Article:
It turns out that children conceived via "donor" materials--e.g., by means of reproductive prostitution--aren't exactly thrilled when they find out:
When she was younger, Alana S. used to experiment and tell people her dad died when she was a baby and that she didn’t really ever get to know him. She would get a sincere hug and a heartfelt, “I’m so sorry.” But when she told people the truth of her father’s whereabouts, she got a response mostly filled with confusion.
“When I tell people I’m donor conceived, God, the blank expression on their face,” Alana said. “They’re shocked, they’re paralyzed.”
The reaction propelled her to create AnonymousUs.org, a no-names online story collective for donor-conceived people, their families, donors, and medical professionals. “The goal is for it to be a healing resource, and also I want to find the patterns. I feel like I’m a tile in a big mosaic and I want to see other people’s tiles and get a big picture,” she said.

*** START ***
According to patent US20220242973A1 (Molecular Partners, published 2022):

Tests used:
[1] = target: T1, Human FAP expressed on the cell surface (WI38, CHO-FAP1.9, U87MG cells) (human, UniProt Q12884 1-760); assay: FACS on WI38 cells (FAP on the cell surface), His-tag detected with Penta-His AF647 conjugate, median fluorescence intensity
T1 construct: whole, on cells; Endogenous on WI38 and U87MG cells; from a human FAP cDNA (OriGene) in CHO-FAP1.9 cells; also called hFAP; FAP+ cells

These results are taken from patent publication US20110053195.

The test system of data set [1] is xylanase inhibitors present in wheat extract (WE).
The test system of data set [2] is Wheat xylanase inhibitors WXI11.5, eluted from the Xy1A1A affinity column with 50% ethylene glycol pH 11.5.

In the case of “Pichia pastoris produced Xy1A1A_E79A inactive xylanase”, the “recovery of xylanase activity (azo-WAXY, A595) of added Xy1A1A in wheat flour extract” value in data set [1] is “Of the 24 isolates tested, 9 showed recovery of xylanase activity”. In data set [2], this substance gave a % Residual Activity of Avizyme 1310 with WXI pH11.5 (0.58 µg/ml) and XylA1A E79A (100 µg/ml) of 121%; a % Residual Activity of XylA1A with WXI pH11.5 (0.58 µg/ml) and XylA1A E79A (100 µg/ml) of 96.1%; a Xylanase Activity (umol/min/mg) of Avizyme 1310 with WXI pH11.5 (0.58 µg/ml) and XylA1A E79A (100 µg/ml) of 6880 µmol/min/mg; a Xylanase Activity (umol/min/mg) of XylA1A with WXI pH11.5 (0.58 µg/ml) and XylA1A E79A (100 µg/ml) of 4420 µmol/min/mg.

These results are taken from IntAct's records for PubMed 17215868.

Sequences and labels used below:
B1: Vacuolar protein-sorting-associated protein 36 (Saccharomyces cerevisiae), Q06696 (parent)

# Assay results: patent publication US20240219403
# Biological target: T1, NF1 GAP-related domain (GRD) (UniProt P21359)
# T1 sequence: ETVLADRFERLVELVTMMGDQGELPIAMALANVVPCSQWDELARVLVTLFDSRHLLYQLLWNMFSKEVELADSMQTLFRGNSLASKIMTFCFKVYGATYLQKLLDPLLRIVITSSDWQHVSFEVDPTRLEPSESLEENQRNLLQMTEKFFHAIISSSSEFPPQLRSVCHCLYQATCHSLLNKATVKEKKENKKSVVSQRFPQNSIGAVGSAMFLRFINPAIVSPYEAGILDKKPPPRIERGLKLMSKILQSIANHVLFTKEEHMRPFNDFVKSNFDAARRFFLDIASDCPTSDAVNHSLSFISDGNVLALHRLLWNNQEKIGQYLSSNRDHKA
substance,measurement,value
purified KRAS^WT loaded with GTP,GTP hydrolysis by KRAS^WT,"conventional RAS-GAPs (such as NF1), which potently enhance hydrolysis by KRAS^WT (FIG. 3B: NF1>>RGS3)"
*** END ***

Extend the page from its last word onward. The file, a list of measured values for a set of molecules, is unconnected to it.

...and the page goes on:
AnonymousUs.org is part of the growing online presence and increasing visibility of the adult children of anonymous sperm and egg donors—kids who are not quite all right. [...]
Currently, in the United States, you need a license to sell a condo or cut hair in a salon, but not to broker human life. The $3 billion fertility industry goes largely unregulated, offering blank pages to those searching for information where the rest of us are free to access vital statistics of public record. “I’m not a treatment, I’m a person, and those records belong to me,” says Pratten.